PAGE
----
Lorna Valentine Mallinson Memorial, 2021
Courtesy of John Eldridge
A memorial plaque on the side of the building Trudeau Sanatorium Historic District, Reference Number 19

Year built: 1930

Architects: Scopes and Feustmann

Mallinson Cottage is a two-story Tudor Revival-style residence designed by Scopes and Feustmann, (one of eight buildings extant in 1993) built after 1915 when the institution was renamed Trudeau Sanatorium. Joseph Hayes, Trudeau Sanatorium's superintendent of construction, was responsible for the work. Similar to Blumenthal in its Tudor Revival style, the building housed married laboratory workers in two apartments. The foundation and first story are of square-cut ashlar with visible drill marks laid in irregular courses. The second story is half-timber and stucco and the roof is slate. The residence is rectangular in plan with a hipped roof and central chimney. There is a full-height projecting gabled bay. The original attached garage has folding three-panel doors.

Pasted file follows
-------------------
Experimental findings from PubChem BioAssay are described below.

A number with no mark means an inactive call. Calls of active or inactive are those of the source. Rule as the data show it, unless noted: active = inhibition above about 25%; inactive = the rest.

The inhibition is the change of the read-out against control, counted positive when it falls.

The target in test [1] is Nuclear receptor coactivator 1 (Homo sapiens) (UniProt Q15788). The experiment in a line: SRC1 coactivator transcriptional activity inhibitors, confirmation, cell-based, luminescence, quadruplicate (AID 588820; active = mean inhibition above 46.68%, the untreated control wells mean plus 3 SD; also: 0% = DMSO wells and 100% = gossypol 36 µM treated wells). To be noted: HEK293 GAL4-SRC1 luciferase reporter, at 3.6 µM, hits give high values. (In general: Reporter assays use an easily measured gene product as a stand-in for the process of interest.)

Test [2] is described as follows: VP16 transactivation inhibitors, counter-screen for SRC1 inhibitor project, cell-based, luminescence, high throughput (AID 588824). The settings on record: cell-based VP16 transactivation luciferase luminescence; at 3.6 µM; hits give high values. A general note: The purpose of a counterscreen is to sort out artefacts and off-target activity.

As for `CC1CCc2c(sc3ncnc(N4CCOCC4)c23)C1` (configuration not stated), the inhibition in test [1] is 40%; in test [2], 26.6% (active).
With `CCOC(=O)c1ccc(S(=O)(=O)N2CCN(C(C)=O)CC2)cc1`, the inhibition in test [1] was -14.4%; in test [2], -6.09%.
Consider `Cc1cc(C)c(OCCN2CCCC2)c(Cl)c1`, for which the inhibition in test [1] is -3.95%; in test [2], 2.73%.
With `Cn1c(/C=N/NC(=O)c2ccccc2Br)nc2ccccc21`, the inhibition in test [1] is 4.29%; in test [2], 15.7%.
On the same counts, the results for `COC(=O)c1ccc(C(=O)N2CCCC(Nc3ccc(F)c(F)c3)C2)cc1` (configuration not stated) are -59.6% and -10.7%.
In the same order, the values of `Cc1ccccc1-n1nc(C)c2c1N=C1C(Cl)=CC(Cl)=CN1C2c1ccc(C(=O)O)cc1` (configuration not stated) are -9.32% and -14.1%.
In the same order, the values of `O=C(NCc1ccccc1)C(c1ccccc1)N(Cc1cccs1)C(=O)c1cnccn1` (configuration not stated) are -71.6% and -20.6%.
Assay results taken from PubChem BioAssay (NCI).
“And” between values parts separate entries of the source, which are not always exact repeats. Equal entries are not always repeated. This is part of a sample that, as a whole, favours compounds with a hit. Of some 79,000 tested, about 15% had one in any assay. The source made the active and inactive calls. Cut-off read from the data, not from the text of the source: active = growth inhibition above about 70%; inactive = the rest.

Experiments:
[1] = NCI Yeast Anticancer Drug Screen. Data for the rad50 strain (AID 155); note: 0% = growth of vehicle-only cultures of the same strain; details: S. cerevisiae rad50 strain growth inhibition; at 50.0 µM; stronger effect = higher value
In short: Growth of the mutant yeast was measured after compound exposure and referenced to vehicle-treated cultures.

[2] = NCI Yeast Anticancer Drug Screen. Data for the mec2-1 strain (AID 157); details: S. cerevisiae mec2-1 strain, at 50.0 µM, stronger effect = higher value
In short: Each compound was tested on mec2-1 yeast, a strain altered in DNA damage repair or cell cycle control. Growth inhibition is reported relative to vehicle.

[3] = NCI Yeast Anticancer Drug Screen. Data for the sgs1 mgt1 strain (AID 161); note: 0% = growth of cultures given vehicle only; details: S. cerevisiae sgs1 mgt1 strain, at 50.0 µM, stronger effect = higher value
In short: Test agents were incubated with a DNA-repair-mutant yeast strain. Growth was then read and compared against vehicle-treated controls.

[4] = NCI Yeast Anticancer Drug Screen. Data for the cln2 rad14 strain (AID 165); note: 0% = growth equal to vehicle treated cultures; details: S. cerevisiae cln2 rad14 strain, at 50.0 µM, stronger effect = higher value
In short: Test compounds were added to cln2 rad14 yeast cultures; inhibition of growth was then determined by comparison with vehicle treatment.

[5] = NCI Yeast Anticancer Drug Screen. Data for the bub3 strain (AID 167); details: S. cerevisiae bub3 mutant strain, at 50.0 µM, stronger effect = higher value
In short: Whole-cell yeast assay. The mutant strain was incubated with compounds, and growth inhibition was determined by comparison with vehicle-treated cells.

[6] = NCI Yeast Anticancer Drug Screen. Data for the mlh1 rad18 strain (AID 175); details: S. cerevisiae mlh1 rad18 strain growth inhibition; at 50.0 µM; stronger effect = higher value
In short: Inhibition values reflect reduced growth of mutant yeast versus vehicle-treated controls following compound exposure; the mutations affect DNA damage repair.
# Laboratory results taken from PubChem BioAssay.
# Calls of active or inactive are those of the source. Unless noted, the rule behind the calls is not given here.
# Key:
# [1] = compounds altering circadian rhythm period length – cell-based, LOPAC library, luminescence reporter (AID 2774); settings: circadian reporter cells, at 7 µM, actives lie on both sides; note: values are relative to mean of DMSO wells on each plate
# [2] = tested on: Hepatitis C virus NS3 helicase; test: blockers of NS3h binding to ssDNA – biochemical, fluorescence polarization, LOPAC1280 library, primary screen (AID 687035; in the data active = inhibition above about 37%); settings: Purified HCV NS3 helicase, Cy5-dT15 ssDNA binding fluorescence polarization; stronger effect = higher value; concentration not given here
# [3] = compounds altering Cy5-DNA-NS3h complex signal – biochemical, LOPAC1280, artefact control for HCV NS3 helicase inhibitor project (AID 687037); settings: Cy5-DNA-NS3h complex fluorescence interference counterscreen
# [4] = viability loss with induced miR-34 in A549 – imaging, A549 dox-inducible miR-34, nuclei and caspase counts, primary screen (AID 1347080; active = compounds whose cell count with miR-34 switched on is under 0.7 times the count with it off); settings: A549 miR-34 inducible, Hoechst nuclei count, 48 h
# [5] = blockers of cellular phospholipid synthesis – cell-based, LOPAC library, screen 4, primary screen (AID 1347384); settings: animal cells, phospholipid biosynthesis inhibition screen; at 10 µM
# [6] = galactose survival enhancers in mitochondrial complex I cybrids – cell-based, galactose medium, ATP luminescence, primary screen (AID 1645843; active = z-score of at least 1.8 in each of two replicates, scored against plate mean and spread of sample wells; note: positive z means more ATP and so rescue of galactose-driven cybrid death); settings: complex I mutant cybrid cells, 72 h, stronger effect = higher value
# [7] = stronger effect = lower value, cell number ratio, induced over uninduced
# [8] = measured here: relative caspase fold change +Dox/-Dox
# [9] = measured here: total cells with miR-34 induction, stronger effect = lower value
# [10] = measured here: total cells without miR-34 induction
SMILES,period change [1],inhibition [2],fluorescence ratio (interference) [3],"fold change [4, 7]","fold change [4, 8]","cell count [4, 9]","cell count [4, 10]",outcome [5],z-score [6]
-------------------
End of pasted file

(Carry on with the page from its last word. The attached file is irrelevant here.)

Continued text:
A bronze plaque mounted on the southeast corner of the outside wall and ornamented with a spray of maple leaves reads:

In loving memory of their daughter Lorna
Hiram R. and Linda V. Mallinson have erected this building
For love, for hope, for humanity

Hiram R. Mallinson, a silk merchant, died in New York on May 12, 1931. Just the previous November 2, he and his wife had donated $250,000 to Trudeau Sanatorium "in memory of their daughter Mrs. Lorna Mallinson Bowen, who had been a patient, and died at the age of 28." 1 The name of Mallinson also appeared on a map of camps on Upper St. Regis Lake in 1960. 2

The family of Dr. Leonard J. Bristol moved to Trudeau Sanatorium in 1949, where they lived in the Mallinson Cottage until 1951 when they moved into the village of Saranac Lake. Lorna Valentine Mallinson Memorial


Other historic propertiesMallinson Cottage, Photo Courtesy of Noreen Oslander



1. Armstrong, Marguerite. Scrapbook #3, page 38.
2. Hooker, Mildred Phelps Stokes. Camp Chronicles. Blue Mountain Lake, NY: Adirondack Museum, 1964. Map, page 58.